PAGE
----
Richmond Public Schools Superintendent Jason Kamras.

While grim and disappointing, news that Richmond Public Schools used “inappropriate practices” to inflate its graduation rates in recent years unfortunately doesn’t surprise us. According to a recent RTD news story by Justin Mattingly, not only did RPS artificially bloat its numbers, the school system employed questionable practices such as rubber-stamping student work, using alternative tests and putting students on individualized education plans to improve graduation rates.

Richmond high schools have the lowest graduation rates of any school system in the state.

The discrepancies were uncovered during a Virginia Department of Education evaluation of all current RPS student transcripts. The transcript reviews were triggered by issues raised in the November 2018 release of an audit that found RPS assigned too many credit hours to several classes, never received school board approval for several courses and awarded high school credits to middle school students. School officials have no idea when the discrepancies first began or how many students were impacted by the artful practices.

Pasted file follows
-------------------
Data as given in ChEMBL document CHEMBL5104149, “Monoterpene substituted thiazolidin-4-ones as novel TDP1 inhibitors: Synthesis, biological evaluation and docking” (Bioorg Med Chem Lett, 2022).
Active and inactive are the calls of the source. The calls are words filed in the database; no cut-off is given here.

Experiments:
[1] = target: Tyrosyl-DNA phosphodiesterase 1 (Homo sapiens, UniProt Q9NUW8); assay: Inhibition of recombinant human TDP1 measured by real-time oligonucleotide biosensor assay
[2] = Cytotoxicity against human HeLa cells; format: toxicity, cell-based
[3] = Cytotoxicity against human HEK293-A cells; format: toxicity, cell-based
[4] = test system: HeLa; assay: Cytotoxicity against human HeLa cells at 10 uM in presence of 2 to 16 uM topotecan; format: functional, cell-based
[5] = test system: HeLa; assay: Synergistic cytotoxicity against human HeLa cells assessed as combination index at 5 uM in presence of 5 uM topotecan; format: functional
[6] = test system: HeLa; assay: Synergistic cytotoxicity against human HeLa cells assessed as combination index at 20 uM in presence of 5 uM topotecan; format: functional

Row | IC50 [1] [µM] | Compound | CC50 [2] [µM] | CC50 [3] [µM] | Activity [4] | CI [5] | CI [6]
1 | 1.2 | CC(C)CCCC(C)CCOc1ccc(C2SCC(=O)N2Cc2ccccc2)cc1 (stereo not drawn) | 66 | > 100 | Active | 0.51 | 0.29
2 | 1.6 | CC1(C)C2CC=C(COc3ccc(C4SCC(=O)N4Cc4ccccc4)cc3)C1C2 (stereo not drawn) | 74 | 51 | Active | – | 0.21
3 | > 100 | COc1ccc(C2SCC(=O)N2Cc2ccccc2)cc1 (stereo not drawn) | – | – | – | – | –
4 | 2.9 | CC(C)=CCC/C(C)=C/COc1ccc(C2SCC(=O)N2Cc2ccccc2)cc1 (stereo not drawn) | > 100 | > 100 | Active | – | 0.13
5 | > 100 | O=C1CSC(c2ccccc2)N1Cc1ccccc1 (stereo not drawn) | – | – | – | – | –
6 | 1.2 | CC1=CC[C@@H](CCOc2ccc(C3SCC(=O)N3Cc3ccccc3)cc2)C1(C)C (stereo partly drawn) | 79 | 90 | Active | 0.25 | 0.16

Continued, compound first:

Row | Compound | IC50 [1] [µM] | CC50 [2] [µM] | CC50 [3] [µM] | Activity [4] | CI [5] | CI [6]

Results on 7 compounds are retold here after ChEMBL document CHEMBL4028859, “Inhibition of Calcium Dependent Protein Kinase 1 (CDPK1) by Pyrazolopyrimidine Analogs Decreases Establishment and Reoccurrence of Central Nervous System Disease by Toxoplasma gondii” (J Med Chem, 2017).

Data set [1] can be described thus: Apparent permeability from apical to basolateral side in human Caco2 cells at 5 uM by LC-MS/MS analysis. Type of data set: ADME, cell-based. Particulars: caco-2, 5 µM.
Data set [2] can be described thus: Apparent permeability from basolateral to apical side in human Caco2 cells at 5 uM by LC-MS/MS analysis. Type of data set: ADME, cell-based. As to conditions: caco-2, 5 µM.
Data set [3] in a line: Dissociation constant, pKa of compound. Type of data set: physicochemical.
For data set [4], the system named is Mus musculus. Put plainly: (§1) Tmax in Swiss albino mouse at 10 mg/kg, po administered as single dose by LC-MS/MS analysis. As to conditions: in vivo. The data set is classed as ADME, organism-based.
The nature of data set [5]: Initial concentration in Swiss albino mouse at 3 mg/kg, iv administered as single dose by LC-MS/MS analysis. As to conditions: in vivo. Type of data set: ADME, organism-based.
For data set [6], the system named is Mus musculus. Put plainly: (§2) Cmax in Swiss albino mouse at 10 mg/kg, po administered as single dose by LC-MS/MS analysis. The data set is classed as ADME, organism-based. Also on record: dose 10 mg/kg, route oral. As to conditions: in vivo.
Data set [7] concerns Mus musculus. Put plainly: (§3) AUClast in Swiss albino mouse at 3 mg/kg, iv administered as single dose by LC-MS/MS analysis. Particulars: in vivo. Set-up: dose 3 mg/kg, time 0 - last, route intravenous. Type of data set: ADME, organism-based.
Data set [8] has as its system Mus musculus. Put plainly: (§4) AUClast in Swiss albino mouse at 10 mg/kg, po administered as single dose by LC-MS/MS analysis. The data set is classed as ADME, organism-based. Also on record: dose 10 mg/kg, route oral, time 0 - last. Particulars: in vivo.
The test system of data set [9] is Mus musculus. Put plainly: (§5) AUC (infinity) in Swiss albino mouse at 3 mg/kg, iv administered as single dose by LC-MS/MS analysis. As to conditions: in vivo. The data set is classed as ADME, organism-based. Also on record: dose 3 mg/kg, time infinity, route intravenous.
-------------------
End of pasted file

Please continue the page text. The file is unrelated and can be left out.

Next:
“The further we dig in, the more issues we discover,” Tracy Epp, the district’s chief academic officer, told the RTD.

This is just more bad news for RPS and for Superintendent Jason Kamras. The schools chief, who came to Richmond a little more than a year ago, has had to make hard decisions and take decisive actions as he works to change the culture and climate within RPS. Hopefully, ongoing oversight by the Department of Education will continue to ferret out systemic problems. That should help bring about the changes needed. We wish Kamras well in his mission to rebuild RPS into a school system of which Richmond can be proud.

— Robin Beres

Receive daily news emails sent directly to your email inbox

* I understand and agree that registration on or use of this site constitutes agreement to its user agreement and privacy policy.
Load comments

You must be a full digital subscriber to read this article You must be a digital subscriber to view this article.